TECHNOLOGY holds no fears for Richard Chadwick.

The 32-year-old managing director of Huddersfield Hi Fi Centre and Audiovation enjoys the challenges thrown up by the ever-advancing digital age. Wrestling with the technicalities of installing the latest home cinema system with 100-inch screen is second nature to him.

But he also values tradition – as head of a family firm which has been part of Huddersfield’s retail landscape for more than 40 years.

Richard’s father Hugh began working at Huddersfield Hi Fi Centre in 1970 and bought the business in 1988.

Young Richard started working in the store at Cross Church Street when he was just 12. His mother Anne still works for the firm, handling administration for both the retailing division and Audiovation, the installation business.

Says Richard: “I was a pupil at Rastrick High School and grew up in Brighouse. I went to Huddersfield University and did a business degree. As part of that, I did 12 months working in marketing for the catalogue store GUS in Leeds. It was useful to see how a big company operated.”

Richard joined the family business and soon found himself running its Halifax shop.

He muses: “There was a time when I thought I might become a professional golfer, but I quickly realised that was not going to be. I have played golf from the age of 14 and played at Fixby. But more recently I haven’t had time to devote to it. Instead, I keep fit by going to the gym three times a week.”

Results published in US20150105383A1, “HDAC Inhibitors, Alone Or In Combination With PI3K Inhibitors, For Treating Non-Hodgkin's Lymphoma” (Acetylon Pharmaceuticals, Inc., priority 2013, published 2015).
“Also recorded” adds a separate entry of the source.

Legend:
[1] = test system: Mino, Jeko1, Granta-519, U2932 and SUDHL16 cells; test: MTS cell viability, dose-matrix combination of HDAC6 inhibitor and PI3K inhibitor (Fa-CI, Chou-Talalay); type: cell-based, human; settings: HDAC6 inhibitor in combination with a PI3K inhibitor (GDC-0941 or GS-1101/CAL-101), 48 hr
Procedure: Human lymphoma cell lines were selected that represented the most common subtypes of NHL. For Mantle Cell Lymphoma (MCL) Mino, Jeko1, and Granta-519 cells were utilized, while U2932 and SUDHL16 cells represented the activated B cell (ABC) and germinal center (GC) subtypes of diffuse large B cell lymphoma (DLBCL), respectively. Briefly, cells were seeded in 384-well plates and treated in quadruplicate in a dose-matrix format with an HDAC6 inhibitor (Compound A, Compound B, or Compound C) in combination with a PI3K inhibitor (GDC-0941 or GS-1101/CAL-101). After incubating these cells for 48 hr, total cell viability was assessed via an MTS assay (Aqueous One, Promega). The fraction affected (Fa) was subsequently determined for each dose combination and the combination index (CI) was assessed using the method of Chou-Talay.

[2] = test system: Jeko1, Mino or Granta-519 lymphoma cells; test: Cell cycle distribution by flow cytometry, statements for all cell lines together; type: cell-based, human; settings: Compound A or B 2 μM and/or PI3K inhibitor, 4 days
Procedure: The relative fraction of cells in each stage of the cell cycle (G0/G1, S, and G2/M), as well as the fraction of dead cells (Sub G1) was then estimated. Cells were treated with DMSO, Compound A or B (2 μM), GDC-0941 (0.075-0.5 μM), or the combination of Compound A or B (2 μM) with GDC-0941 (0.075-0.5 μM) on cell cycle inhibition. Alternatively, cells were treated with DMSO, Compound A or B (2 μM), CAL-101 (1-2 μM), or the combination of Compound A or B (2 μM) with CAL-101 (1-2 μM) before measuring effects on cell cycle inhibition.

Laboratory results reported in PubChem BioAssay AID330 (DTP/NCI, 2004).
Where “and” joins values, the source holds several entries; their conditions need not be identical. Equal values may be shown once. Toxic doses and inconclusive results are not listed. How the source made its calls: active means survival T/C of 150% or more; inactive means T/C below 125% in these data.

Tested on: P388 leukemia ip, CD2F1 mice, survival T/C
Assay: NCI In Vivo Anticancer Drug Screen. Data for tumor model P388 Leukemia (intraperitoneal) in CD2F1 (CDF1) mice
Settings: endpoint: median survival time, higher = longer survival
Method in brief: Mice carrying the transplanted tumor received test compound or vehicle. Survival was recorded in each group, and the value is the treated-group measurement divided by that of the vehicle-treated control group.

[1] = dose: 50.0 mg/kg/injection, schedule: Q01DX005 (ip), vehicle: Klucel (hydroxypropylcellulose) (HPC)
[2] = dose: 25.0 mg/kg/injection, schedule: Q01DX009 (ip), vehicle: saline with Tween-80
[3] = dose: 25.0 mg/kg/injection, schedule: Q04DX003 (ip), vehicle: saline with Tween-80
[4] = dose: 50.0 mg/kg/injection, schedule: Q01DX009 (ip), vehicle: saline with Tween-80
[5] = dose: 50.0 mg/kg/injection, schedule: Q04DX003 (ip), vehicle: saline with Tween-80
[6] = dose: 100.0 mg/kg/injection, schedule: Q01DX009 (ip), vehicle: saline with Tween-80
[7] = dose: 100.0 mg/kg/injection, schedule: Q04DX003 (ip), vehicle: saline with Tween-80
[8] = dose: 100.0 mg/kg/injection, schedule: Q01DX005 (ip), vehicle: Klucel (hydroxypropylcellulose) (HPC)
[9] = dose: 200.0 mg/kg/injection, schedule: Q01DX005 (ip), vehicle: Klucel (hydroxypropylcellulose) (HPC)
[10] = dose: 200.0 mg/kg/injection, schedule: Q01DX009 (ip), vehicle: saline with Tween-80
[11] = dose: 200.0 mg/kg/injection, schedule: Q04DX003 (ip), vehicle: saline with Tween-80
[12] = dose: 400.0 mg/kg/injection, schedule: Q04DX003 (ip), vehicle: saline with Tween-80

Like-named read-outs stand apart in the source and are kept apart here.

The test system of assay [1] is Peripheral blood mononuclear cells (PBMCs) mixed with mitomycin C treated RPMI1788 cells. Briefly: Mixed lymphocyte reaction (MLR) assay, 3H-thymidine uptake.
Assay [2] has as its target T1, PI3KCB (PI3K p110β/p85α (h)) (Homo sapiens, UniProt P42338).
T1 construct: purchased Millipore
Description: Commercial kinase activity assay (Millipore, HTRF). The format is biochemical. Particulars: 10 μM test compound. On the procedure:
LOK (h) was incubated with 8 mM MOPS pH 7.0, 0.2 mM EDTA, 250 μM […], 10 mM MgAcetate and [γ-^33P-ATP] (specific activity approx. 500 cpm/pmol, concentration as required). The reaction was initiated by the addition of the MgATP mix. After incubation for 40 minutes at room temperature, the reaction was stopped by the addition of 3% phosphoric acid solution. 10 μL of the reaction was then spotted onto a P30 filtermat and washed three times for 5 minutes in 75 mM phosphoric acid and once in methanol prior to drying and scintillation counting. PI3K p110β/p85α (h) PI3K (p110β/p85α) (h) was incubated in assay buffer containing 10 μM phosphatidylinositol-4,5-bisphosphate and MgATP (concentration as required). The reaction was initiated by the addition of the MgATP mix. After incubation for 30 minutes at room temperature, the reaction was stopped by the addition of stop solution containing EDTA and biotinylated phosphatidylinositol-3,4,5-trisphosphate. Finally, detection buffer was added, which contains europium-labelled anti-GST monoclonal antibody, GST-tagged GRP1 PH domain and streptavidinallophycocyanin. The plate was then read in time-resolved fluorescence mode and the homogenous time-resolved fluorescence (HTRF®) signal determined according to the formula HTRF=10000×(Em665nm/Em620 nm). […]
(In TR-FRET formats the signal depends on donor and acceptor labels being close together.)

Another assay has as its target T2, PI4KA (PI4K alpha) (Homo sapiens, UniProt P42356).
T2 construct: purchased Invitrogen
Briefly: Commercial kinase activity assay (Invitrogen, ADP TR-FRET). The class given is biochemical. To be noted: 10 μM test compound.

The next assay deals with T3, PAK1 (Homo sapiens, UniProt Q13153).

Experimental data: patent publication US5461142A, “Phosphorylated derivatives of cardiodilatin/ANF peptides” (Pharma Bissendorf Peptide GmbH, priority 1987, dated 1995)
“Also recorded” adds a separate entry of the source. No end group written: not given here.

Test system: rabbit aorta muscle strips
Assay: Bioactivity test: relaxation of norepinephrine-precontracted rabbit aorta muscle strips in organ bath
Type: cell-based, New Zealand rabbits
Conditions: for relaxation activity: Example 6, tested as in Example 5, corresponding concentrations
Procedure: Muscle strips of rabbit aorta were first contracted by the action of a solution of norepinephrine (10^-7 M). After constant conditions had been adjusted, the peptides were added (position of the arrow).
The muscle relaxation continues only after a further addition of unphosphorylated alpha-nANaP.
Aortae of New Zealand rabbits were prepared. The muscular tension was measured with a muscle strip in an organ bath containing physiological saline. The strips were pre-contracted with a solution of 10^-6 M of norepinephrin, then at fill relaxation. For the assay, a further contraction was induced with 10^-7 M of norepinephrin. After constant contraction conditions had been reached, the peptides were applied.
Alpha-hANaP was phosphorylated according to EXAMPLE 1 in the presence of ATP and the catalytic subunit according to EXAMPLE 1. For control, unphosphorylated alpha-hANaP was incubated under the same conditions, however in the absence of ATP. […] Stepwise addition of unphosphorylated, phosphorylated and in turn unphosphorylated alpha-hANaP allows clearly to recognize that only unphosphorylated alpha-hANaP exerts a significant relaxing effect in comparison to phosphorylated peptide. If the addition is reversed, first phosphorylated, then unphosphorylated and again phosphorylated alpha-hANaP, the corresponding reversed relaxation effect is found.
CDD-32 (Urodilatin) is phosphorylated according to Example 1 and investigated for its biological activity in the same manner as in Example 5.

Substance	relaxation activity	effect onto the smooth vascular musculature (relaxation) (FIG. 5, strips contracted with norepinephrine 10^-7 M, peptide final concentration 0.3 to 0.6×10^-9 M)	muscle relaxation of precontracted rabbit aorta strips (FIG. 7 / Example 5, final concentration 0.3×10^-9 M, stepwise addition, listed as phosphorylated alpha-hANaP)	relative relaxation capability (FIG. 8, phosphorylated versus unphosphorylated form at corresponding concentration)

Richard has also grown up with changing technology.

“When the business started in 1970, it was purely hi-fi and we still have that hi-fi heritage,” he says. “People have grown up with us! We are still happy to be a town centre shop, although online sales have widened the scope for us. People want quality products, support and service.”

Richard recognises the value in running two strands to the business.

“It means we don’t have all our eggs in one basket,” he says. “On the retail side, you get customers who have read all the hi-fi magazines and know what they want. On the installation side, people don’t know exactly what they want, so they need someone to set it up so that the system is used to its full capability.

“Everyone knows where we are. Until four years ago, the shop was very traditional – a hi-fi shop with grey slats on the walls and lots of products on the shelves. We completely refitted it and put more installation products in as well as a demonstration system with a screen which comes out of the ceiling. We have the most respected brands because we have been around a long time.”

Says Richard: “We started opening Sundays a few weeks ago and I do one in three Sundays. On those occasions, I work a six day week because I’m busy Monday to Friday in the shop or working on projects. At the end of the week, I often have meetings with customers. When it’s your own business, you end up wearing many hats.”

He adds: “During July, we will be launching our new website, which is a full click-and-buy website to allow people to buy from us or use it as a shop window to get people into the store. Another website for Audiovation will be aimed at end-users, developers and builders who may want to work with us.”